In some implementations, the controller 924 can also communicate directly with the generated geometry manager 940, e.g., to install new geometry generators, or to query which generators or deformations are available to the user. In some implementations, the generated geometry manager 940 need not communicate directly with the application view and graphics pipeline 922, as shown; rather, the generated geometry manager 940 can keep a simplified version of the generated geometry in the data model 926 (e.g. as triangles) and request new triangles when something has changed. In addition, the use of 3D printing is but one example, and other manufacturing technologies can also be used. For example, such geometry generators can be used in other contexts where a model representation is purpose-built to the machine processing parameters (process type, resolution, etc), and thus a purpose-built representation may provide additional utility.

Moreover, in some implementations, the module 930 can be designed to handle one or more specialized representations of the 3D model. For example, in the case of physical simulation, it be desirable to build an idealized version of the 3D model, where lattices are represented as a data table that the simulation component can reference without geometry being built. Other specialized scenarios are also possible. In general, a service can be provided for each application where the primary model is to be married to (combined with) the generated geometry in a way that is useful for some purpose.

Embodiments of the subject matter and the functional operations described in this specification can be implemented in digital electronic circuitry, or in computer software, firmware, or hardware, including the structures disclosed in this specification and their structural equivalents, or in combinations of one or more of them. Embodiments of the subject matter described in this specification can be implemented using one or more modules of computer program instructions encoded on a computer-readable medium for execution by, or to control the operation of, data processing apparatus. The computer-readable medium can be a manufactured product, such as hard drive in a computer system or an optical disc sold through retail channels, or an embedded system. The computer-readable medium can be acquired separately and later encoded with the one or more modules of computer program instructions, such as by delivery of the one or more modules of computer program instructions over a wired or wireless network. The computer-readable medium can be a machine-readable storage device, a machine-readable storage substrate, a memory device, or a combination of one or more of them.

The term “data processing apparatus” encompasses all apparatus, devices, and machines for processing data, including by way of example a programmable processor, a computer, or multiple processors or computers. The apparatus can include, in addition to hardware, code that creates an execution environment for the computer program in question, e.g., code that constitutes processor firmware, a protocol stack, a database management system, an operating system, a runtime environment, or a combination of one or more of them. In addition, the apparatus can employ various different computing model infrastructures, such as web services, distributed computing and grid computing infrastructures.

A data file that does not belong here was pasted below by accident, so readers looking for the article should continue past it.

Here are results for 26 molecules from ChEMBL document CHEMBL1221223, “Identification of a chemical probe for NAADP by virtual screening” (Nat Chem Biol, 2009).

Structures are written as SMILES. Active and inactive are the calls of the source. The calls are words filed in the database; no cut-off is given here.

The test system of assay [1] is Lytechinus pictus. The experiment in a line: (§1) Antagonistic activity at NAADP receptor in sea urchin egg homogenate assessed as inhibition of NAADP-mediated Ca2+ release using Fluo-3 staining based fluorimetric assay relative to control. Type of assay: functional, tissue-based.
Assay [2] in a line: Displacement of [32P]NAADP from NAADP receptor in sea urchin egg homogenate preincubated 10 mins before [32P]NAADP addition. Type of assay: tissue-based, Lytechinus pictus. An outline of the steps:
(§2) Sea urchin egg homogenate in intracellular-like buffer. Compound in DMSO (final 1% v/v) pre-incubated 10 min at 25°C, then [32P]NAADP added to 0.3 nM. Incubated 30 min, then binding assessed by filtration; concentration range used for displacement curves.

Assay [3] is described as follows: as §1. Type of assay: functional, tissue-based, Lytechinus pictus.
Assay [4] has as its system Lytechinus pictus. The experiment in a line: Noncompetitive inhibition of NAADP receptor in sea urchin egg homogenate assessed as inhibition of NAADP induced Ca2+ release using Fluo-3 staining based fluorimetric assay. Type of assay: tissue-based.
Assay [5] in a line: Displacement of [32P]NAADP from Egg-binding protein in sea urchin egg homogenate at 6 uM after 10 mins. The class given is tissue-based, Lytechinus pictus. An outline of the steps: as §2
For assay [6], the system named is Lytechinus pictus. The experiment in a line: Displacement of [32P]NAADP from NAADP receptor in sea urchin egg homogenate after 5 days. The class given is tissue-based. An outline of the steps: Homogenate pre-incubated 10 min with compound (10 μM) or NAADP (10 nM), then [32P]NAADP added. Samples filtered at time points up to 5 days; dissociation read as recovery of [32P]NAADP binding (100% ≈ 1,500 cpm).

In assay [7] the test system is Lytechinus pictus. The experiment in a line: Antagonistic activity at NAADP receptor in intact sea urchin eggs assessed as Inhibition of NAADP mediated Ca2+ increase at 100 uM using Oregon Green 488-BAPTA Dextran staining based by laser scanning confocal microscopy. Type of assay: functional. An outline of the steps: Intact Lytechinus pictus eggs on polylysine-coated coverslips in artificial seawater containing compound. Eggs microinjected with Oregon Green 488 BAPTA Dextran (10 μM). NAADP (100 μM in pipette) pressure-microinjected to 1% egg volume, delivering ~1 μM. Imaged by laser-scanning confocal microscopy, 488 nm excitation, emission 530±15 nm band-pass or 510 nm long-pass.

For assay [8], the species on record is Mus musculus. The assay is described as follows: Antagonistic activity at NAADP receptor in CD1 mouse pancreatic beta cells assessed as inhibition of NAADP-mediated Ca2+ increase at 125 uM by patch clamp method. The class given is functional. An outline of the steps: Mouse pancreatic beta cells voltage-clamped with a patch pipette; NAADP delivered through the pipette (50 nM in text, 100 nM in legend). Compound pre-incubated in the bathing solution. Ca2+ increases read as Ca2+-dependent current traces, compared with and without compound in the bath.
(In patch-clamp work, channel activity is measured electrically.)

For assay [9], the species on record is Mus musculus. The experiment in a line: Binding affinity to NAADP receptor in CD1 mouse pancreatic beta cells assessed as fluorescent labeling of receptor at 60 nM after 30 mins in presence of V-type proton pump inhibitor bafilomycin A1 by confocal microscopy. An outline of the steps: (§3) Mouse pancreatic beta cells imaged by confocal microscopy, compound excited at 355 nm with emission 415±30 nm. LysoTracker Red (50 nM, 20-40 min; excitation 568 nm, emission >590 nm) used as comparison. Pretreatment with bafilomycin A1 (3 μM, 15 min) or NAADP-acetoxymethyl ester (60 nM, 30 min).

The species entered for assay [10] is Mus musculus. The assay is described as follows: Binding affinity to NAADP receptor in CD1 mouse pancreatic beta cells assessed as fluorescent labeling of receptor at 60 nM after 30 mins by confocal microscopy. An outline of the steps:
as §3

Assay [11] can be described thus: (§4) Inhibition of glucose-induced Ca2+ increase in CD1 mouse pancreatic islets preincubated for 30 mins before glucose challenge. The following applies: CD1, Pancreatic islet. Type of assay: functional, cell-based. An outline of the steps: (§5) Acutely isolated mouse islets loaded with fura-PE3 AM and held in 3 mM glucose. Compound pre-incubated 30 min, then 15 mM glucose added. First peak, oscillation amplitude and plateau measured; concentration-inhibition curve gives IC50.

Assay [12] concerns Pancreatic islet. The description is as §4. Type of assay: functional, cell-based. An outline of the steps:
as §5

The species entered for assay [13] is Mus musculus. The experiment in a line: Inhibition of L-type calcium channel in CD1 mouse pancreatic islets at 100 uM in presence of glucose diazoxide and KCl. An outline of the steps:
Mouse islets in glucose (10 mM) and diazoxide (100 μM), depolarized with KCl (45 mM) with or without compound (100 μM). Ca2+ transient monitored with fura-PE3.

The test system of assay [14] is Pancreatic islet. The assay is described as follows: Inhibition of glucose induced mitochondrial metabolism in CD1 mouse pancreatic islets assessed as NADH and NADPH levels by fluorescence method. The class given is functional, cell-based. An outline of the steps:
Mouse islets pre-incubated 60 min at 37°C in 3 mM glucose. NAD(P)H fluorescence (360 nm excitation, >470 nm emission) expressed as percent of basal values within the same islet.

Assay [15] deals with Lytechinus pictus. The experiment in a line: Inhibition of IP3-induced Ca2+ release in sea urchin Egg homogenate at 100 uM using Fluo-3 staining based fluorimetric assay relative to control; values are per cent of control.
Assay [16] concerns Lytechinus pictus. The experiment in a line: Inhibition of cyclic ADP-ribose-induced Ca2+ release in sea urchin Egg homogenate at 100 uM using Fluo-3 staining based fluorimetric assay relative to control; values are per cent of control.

A computer program (also known as a program, software, software application, script, or code) can be written in any form of programming language, including compiled or interpreted languages, declarative or procedural languages, and it can be deployed in any form, including as a stand-alone program or as a module, component, subroutine, or other unit suitable for use in a computing environment. A computer program does not necessarily correspond to a file in a file system. A program can be stored in a portion of a file that holds other programs or data (e.g., one or more scripts stored in a markup language document), in a single file dedicated to the program in question, or in multiple coordinated files (e.g., files that store one or more modules, sub-programs, or portions of code). A computer program can be deployed to be executed on one computer or on multiple computers that are located at one site or distributed across multiple sites and interconnected by a communication network.

The processes and logic flows described in this specification can be performed by one or more programmable processors executing one or more computer programs to perform functions by operating on input data and generating output. The processes and logic flows can also be performed by, and apparatus can also be implemented as, special purpose logic circuitry, e.g., an FPGA (field programmable gate array) or an ASIC (application-specific integrated circuit).

Processors suitable for the execution of a computer program include, by way of example, both general and special purpose microprocessors, and any one or more processors of any kind of digital computer. Generally, a processor will receive instructions and data from a read-only memory or a random access memory or both. The essential elements of a computer are a processor for performing instructions and one or more memory devices for storing instructions and data. Generally, a computer will also include, or be operatively coupled to receive data from or transfer data to, or both, one or more mass storage devices for storing data, e.g., magnetic, magneto-optical disks, or optical disks. However, a computer need not have such devices. Moreover, a computer can be embedded in another device, e.g., a mobile telephone, a personal digital assistant (PDA), a mobile audio or video player, a game console, a Global Positioning System (GPS) receiver, or a portable storage device (e.g., a universal serial bus (USB) flash drive), to name just a few. Devices suitable for storing computer program instructions and data include all forms of non-volatile memory, media and memory devices, including by way of example semiconductor memory devices, e.g., EPROM, EEPROM, and flash memory devices; magnetic disks, e.g., internal hard disks or removable disks; magneto-optical disks; and CD-ROM and DVD-ROM disks. The processor and the memory can be supplemented by, or incorporated in, special purpose logic circuitry.